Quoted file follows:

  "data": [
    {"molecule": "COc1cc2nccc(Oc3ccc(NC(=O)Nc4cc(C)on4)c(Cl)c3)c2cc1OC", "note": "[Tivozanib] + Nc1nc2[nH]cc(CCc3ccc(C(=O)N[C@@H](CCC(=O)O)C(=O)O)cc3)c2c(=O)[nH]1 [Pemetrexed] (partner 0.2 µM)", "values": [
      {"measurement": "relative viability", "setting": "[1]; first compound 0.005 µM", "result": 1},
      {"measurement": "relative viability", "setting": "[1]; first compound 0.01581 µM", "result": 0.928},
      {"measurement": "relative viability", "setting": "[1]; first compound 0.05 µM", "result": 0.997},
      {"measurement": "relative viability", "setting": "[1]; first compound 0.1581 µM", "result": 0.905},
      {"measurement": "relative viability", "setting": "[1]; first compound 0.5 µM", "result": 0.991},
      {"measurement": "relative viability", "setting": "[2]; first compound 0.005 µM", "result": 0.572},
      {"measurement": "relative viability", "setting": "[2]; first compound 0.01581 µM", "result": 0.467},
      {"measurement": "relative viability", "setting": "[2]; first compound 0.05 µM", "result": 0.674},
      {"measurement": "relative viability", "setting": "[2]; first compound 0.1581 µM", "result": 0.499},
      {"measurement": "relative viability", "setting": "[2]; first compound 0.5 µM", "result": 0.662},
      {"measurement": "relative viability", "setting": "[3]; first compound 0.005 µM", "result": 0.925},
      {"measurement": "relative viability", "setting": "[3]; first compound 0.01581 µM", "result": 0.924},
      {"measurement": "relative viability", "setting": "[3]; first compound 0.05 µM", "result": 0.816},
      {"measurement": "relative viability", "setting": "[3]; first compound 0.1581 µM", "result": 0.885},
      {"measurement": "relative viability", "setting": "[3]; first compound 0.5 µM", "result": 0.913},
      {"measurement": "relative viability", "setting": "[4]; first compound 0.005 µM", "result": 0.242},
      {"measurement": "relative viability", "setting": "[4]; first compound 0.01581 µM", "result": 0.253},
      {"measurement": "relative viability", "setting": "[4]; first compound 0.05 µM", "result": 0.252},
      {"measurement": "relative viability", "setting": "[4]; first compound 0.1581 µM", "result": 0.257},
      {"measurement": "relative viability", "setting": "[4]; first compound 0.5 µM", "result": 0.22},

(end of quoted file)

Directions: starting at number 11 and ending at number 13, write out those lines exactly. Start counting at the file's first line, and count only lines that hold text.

      {"measurement": "relative viability", "setting": "[2]; first compound 0.1581 µM", "result": 0.499},
      {"measurement": "relative viability", "setting": "[2]; first compound 0.5 µM", "result": 0.662},
      {"measurement": "relative viability", "setting": "[3]; first compound 0.005 µM", "result": 0.925},